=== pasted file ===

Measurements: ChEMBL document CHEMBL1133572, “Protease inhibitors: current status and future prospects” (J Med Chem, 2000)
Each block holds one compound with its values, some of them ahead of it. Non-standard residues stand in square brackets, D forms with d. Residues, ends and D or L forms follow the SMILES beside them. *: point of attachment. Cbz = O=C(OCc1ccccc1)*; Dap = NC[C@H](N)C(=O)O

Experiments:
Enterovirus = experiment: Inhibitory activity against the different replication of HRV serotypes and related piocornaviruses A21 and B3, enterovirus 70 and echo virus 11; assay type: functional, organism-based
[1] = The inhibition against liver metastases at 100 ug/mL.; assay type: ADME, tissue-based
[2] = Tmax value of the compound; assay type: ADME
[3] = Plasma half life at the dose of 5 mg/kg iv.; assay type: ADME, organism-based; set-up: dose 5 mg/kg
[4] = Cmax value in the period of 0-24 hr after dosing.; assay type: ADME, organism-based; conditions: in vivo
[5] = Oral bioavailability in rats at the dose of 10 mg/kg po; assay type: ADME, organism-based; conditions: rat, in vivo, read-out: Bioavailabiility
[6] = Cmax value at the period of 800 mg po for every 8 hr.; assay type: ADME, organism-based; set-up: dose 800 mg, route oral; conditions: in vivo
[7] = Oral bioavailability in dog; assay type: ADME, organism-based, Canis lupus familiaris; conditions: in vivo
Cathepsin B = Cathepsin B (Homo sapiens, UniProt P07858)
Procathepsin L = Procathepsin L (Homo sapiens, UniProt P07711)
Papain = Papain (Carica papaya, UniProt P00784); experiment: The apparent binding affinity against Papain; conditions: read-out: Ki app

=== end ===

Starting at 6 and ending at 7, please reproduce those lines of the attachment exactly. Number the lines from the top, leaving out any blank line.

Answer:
[2] = Tmax value of the compound; assay type: ADME
[3] = Plasma half life at the dose of 5 mg/kg iv.; assay type: ADME, organism-based; set-up: dose 5 mg/kg